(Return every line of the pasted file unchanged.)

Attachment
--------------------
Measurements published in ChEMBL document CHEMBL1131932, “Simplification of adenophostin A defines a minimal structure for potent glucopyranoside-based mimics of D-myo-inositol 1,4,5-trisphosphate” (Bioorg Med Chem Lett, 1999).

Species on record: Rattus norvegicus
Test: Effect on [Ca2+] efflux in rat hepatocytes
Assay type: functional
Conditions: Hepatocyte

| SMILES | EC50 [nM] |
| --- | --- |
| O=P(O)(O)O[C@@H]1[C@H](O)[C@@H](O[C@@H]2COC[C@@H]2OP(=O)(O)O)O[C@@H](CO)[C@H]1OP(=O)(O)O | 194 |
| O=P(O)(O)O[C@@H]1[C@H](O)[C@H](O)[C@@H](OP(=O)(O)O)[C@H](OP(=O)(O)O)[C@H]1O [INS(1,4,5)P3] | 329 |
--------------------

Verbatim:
Measurements published in ChEMBL document CHEMBL1131932, “Simplification of adenophostin A defines a minimal structure for potent glucopyranoside-based mimics of D-myo-inositol 1,4,5-trisphosphate” (Bioorg Med Chem Lett, 1999).

Species on record: Rattus norvegicus
Test: Effect on [Ca2+] efflux in rat hepatocytes
Assay type: functional
Conditions: Hepatocyte

| SMILES | EC50 [nM] |
| --- | --- |
| O=P(O)(O)O[C@@H]1[C@H](O)[C@@H](O[C@@H]2COC[C@@H]2OP(=O)(O)O)O[C@@H](CO)[C@H]1OP(=O)(O)O | 194 |
| O=P(O)(O)O[C@@H]1[C@H](O)[C@H](O)[C@@H](OP(=O)(O)O)[C@H](OP(=O)(O)O)[C@H]1O [INS(1,4,5)P3] | 329 |